Moving across to the other flank, Ben Davies and Danny Rose have gone unchallenged for too long. Davies is a solid defender but offers very little offensively. He may have scored a couple of goals in his Spurs career, but his assists tally and chance creation are both disappointedly low. Rose, on the other hand, has struggled with his form since coming back from injury. A victim of his own successful two seasons with Pochettino, he isn’t such an engine as he used to be, his dynamism in offensive and defensive situations now rather limited.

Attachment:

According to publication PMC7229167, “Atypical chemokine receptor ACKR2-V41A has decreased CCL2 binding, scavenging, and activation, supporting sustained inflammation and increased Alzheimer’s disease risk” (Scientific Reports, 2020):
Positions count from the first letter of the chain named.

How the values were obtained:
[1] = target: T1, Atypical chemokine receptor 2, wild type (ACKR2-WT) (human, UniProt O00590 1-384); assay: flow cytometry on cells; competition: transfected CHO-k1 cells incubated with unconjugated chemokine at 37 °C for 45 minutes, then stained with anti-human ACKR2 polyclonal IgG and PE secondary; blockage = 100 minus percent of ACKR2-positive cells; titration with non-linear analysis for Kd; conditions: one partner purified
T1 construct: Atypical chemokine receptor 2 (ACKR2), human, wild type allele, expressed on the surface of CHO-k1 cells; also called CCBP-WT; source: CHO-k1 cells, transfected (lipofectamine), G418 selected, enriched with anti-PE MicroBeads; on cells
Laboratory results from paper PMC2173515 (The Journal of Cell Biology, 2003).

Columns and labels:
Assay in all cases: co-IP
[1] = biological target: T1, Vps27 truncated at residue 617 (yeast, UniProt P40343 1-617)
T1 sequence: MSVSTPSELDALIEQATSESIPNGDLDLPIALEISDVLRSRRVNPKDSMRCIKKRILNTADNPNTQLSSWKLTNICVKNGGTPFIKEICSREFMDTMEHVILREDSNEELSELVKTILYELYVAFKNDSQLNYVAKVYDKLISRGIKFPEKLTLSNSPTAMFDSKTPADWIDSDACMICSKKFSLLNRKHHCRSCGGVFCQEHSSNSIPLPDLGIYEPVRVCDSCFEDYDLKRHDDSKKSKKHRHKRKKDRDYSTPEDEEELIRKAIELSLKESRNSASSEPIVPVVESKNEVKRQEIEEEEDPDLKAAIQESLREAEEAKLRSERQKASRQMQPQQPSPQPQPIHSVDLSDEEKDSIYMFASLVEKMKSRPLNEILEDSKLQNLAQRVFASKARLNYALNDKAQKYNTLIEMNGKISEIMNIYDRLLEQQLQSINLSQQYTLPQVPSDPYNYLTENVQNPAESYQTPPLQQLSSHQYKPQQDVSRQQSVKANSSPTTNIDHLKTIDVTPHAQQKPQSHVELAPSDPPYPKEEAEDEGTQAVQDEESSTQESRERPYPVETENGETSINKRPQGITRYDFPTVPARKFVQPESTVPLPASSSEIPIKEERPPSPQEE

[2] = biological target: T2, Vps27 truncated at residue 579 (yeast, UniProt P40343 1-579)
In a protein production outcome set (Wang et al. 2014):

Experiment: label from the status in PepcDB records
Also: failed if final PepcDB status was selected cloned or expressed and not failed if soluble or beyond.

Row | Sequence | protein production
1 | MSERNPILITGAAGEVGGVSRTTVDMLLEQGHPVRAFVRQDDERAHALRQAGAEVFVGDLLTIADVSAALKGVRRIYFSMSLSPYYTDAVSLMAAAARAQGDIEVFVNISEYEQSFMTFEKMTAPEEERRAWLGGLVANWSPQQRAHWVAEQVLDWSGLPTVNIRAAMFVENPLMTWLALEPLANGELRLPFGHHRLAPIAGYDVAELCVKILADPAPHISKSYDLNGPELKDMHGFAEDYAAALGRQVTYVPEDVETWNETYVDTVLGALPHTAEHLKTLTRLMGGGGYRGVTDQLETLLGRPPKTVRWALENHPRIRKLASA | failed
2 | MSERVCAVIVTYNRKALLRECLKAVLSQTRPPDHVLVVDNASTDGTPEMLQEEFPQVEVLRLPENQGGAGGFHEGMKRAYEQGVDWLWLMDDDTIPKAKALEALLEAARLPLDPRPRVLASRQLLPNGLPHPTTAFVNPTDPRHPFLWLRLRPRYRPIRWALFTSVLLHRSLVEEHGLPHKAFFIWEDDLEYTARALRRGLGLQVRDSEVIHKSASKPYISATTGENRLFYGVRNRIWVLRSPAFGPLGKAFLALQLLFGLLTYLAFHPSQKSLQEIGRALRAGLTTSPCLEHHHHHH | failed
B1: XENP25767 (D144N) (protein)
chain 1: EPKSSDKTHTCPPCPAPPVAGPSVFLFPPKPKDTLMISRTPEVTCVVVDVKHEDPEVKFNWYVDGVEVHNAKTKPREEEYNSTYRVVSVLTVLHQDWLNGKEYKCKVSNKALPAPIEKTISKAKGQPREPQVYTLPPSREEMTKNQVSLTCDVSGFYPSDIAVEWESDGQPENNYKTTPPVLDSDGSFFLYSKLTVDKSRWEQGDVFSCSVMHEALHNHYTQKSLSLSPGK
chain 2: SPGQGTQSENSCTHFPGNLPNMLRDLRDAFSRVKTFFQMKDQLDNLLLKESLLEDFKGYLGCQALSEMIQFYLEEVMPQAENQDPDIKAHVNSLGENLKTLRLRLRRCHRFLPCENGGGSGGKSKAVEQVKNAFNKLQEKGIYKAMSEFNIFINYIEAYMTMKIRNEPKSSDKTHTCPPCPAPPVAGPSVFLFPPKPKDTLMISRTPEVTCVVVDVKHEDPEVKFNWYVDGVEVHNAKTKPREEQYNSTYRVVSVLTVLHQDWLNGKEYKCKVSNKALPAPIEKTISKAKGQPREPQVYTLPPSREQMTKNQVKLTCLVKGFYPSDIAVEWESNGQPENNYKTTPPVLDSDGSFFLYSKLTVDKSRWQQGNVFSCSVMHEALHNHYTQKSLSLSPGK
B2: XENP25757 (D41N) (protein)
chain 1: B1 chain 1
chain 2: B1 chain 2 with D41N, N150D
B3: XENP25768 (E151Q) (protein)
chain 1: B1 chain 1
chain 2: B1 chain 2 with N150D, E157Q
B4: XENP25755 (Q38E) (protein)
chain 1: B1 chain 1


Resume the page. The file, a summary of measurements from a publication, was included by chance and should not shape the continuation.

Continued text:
Another issue that Tottenham need to solve is adding another central midfielder. For the first time in Pochettino’s relatively young squad, some players are ageing. Mousa Dembélé is deteriorating fast. His form has dipped as a result of several injuries, and his previous infallibility in possession and his graceful yet robust physicality in midfield isn’t what it used to be just a season ago. Generally, the Spurs midfield has been vexed by injuries this season. Victor Wanyama is another key player that has suffered a long-term injury, along with Harry Winks, Christian Eriksen and Dele Alli. In their stead, Moussa Sissoko has been deployed to mostly poor levels of success. His record transfer fee hasn’t helped him, and furthermore, he has undergone some kind of positional changes. Pochettino has used him across the midfield, sometimes deeper and more centrally and other times at a wider position. Due to his complacency, he doesn’t really seem to be more effective anywhere, with middling-to-poor performances in each position. He has a place in the squad to fill in and to help rotate the squad. However, what Tottenham really need is a player with an equal calibre to the likes of Dembélé, Wanyama and Dele. A midfielder may offer different capabilities, but they need to be a player that would cause Pochettino a selection headache.